One way to get early warnings of new vulnerabilities is to install and monitor computer systems on a network that we expect to be broken into. Every attempt to contact these systems via the network is suspect.Honeyd is pretty clever, cheaply simulating network structures and the network stacks of various versions of operating systems.
We call such a system a honeypot. If a honeypot is compromised, we study the vulnerability that was used to compromise it.
A physical honeypot is a real machine with its own IP address. A virtual honeypot is simulated by another machine that responds to network traffic ... Virtual honeypots are attractive because they require fewer computer systems, which reduces maintenance costs.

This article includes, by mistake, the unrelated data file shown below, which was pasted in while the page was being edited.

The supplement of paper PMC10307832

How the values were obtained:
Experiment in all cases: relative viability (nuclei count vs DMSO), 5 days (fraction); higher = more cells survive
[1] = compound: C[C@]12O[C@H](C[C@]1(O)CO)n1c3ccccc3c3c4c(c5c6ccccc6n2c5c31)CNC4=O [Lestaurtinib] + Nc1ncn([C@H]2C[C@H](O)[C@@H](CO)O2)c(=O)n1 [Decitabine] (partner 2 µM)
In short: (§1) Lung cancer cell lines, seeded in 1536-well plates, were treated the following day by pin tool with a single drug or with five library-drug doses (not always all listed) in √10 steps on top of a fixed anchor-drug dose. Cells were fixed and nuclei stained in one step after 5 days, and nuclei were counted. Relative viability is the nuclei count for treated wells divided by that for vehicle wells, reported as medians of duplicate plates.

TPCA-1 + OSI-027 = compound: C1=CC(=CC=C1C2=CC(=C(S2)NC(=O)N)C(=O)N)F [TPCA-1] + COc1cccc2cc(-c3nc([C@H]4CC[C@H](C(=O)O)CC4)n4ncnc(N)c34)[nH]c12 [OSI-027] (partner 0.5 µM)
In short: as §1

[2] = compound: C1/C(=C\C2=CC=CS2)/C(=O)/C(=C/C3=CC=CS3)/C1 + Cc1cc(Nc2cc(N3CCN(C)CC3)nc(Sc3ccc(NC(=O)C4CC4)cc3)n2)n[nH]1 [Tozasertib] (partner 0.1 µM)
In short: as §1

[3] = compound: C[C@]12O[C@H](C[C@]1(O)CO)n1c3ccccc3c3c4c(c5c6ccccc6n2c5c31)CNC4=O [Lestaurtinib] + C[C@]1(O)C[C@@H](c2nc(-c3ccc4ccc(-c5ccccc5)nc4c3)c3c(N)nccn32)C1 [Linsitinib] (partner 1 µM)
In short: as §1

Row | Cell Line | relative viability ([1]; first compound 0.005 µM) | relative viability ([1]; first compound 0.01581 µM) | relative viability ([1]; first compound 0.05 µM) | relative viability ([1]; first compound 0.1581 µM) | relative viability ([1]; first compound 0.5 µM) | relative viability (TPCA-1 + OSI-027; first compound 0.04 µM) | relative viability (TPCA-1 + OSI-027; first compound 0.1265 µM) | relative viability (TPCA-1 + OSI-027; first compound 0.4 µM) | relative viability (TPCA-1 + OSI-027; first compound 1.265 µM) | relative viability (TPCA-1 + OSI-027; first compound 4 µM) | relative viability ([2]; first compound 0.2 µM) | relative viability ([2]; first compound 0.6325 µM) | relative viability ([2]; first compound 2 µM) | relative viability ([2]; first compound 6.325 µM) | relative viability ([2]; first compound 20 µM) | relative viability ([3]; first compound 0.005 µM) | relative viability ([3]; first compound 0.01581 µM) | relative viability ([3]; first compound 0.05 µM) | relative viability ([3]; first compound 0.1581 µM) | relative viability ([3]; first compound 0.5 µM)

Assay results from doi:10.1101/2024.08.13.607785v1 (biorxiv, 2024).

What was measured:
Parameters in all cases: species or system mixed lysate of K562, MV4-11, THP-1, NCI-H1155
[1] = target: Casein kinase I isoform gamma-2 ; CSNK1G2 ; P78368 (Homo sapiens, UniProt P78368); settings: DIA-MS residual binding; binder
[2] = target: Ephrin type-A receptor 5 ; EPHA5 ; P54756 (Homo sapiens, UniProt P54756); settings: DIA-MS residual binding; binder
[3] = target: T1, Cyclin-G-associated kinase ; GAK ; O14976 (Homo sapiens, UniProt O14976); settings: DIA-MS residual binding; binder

Of course, you could do something like this with virtual machines -- running several operating systems and sandboxes on the same physical hardware -- but Honeyd is lightweight, allowing a single machine to present a complicated nest of many thousands of virtual targets to attackers.
By the way, if you like this kind of security goo as much as I do, you should check out Bruce Schneier's weblog, "Schneier on Security". It's a great resource.